Adolescence is thought to be the time when children go off exercise – but a study by The British Journal of Sports Medicine suggests it happens much earlier, around the age of seven.
When I saw this article on the news, I knew I had to get involved, as it is related to me because I am a teen athlete. So I will give you tips from my experience, it doesn’t matter if you are a parent or a child that has trouble getting enough exercise. Adolescence is the age of puberty. Most teens can’t stand it when their parent make a huge deal of puberty, that includes me. However, the problem now is that the exercise level declines much faster, around the age of seven. That is way too young. At that age children should be getting involved in sport clubs and getting at least one hour of exercise.
This is another reason children are becoming obese much younger. They hang out with their friends, most likely with a packet of crisps and sweets. And unconsciously gaining weight. If I’m being honest, when I came to live in England five years ago, I was mind blown by what some children had in their lunch boxes, some had two packets of crisps.
So what can you do to keep fit at a young age? It’s very simple and fun. Exercise doesn’t have to be sprinting or in the gym like you might imagine. They can even be very little things, like increasing the speed that you walk to school at, or riding to school rather than taking the bus. However, my number one tip would be to join a club. The easiest way to get children to do something, is to make it fun. If you are a parent, play squash or tennis for example. Increasing your child’s exercise levels will not just make them fitter, but also happier. Last but not least, unplug that X-Box or PlayStation! Teens as well as children can spend hours and hours on them, just wasting their time. Get that hour of exercise in!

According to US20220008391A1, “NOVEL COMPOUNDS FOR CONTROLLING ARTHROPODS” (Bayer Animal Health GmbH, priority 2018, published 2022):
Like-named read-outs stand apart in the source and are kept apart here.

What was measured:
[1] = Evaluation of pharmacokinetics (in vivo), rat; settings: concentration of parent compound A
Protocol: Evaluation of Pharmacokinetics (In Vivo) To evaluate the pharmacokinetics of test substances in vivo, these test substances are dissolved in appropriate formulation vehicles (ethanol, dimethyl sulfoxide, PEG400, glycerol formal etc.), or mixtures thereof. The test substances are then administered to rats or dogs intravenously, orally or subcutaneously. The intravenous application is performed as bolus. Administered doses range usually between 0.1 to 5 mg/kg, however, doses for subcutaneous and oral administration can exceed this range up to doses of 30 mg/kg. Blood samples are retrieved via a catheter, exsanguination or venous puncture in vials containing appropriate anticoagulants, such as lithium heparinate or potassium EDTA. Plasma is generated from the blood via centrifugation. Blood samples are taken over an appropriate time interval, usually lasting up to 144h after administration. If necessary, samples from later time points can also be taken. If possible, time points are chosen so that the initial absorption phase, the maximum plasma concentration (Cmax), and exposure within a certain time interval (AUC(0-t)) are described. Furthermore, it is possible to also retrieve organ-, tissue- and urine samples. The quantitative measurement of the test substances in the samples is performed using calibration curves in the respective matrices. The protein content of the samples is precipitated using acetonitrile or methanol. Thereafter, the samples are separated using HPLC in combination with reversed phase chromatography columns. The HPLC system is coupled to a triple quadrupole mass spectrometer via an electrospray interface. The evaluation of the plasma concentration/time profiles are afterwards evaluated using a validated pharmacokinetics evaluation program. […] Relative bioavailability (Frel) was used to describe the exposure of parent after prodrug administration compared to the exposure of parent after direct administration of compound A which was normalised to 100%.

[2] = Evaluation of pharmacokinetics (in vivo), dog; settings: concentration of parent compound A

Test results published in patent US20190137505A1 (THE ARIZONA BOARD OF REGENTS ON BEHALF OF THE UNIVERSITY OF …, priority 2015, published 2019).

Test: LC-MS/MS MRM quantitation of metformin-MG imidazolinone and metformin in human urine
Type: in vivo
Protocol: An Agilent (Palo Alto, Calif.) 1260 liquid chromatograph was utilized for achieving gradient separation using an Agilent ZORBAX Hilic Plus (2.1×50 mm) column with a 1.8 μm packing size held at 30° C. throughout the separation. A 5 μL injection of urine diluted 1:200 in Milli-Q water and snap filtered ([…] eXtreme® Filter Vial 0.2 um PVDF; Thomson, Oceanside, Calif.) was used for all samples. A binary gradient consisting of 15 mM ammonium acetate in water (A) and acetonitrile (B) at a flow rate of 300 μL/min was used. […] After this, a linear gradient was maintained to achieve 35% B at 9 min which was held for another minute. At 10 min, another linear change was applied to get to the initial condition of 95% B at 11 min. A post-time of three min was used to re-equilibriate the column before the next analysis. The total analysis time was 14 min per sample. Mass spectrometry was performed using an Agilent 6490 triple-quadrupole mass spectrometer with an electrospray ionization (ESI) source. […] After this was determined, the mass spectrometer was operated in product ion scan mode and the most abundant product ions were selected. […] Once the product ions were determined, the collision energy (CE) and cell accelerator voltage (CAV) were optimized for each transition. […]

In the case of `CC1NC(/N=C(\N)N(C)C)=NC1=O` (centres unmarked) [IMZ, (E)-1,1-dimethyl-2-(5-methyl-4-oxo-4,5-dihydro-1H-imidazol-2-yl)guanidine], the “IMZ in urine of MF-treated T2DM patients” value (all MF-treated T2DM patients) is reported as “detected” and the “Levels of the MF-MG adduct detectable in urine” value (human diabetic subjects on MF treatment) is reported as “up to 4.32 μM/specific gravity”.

How much exercise exactly?
- At least 60 minutes of physical activity every day – this should range from moderate activity, such as cycling and playground activities, to vigorous activity, such as running and tennis
Tips from BBC:
- walk or cycle to school as often as you can
- find time every weekend to do something active with your children
- take the dog for a walk – if you haven’t got one, borrow one
- support your child in any sport, club or activity that interests them
- take part in a fun run or a charity challenge together